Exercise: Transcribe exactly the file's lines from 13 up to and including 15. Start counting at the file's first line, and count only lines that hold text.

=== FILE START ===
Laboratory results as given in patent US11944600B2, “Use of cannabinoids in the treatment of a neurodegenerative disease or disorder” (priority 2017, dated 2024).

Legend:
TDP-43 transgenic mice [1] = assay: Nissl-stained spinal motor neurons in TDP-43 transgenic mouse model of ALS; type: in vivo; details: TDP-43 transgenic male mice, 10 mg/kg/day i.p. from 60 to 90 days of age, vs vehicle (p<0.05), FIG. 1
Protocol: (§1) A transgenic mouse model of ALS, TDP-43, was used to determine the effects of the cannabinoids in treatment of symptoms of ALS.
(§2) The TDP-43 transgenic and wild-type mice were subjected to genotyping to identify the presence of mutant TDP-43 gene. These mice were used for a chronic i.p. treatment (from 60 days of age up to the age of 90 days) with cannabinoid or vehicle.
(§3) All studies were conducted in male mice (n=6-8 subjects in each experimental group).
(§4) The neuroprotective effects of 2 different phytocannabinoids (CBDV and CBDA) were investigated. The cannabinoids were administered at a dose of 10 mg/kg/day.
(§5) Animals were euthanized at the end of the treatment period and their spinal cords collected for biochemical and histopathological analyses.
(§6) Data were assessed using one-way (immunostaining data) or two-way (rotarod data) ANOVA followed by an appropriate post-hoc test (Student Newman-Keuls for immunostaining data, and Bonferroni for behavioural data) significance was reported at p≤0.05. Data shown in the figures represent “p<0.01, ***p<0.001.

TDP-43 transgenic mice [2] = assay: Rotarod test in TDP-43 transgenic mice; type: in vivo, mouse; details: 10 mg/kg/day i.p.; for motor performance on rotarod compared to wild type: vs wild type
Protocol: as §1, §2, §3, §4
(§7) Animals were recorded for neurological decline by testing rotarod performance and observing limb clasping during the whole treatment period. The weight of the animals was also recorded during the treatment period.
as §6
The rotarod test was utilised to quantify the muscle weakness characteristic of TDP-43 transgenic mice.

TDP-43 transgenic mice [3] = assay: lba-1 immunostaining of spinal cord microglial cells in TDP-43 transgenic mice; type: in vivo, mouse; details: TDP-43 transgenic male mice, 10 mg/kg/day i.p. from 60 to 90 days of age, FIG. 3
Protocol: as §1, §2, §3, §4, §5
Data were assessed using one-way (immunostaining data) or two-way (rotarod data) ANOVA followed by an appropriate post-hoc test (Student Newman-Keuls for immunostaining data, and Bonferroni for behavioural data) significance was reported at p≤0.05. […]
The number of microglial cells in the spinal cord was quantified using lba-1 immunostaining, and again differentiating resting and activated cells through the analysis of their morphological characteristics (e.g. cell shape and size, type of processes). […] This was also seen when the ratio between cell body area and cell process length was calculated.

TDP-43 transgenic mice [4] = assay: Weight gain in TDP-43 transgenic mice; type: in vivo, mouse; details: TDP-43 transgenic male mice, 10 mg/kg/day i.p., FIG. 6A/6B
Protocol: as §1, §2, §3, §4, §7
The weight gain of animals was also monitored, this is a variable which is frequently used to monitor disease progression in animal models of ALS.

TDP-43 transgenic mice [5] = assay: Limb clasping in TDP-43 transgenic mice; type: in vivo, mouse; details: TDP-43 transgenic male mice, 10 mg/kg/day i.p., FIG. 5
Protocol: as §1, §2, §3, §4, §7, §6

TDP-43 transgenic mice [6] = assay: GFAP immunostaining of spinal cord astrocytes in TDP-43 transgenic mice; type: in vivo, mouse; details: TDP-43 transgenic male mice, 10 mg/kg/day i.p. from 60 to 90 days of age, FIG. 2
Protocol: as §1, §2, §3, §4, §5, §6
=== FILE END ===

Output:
as §6
The rotarod test was utilised to quantify the muscle weakness characteristic of TDP-43 transgenic mice.

TDP-43 transgenic mice [3] = assay: lba-1 immunostaining of spinal cord microglial cells in TDP-43 transgenic mice; type: in vivo, mouse; details: TDP-43 transgenic male mice, 10 mg/kg/day i.p. from 60 to 90 days of age, FIG. 3